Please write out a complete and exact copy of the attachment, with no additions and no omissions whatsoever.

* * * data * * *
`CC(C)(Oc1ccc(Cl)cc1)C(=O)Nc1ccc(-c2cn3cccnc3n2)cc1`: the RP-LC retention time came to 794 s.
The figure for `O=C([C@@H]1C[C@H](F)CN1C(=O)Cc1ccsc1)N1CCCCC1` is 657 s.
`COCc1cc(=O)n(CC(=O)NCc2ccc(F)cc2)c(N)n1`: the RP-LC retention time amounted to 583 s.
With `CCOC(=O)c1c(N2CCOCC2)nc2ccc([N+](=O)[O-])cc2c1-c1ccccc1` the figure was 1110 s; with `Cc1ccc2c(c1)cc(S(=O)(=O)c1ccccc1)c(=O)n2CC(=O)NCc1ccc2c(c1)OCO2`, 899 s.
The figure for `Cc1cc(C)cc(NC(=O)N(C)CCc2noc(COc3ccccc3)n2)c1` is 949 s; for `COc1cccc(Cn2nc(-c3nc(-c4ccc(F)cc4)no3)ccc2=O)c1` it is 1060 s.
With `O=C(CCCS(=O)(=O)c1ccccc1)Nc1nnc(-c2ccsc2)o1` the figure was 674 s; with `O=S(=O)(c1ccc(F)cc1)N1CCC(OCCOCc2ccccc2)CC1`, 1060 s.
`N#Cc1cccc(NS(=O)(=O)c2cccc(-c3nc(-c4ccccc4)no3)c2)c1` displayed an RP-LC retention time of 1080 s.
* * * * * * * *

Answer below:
`CC(C)(Oc1ccc(Cl)cc1)C(=O)Nc1ccc(-c2cn3cccnc3n2)cc1`: the RP-LC retention time came to 794 s.
The figure for `O=C([C@@H]1C[C@H](F)CN1C(=O)Cc1ccsc1)N1CCCCC1` is 657 s.
`COCc1cc(=O)n(CC(=O)NCc2ccc(F)cc2)c(N)n1`: the RP-LC retention time amounted to 583 s.
With `CCOC(=O)c1c(N2CCOCC2)nc2ccc([N+](=O)[O-])cc2c1-c1ccccc1` the figure was 1110 s; with `Cc1ccc2c(c1)cc(S(=O)(=O)c1ccccc1)c(=O)n2CC(=O)NCc1ccc2c(c1)OCO2`, 899 s.
The figure for `Cc1cc(C)cc(NC(=O)N(C)CCc2noc(COc3ccccc3)n2)c1` is 949 s; for `COc1cccc(Cn2nc(-c3nc(-c4ccc(F)cc4)no3)ccc2=O)c1` it is 1060 s.
With `O=C(CCCS(=O)(=O)c1ccccc1)Nc1nnc(-c2ccsc2)o1` the figure was 674 s; with `O=S(=O)(c1ccc(F)cc1)N1CCC(OCCOCc2ccccc2)CC1`, 1060 s.
`N#Cc1cccc(NS(=O)(=O)c2cccc(-c3nc(-c4ccccc4)no3)c2)c1` displayed an RP-LC retention time of 1080 s.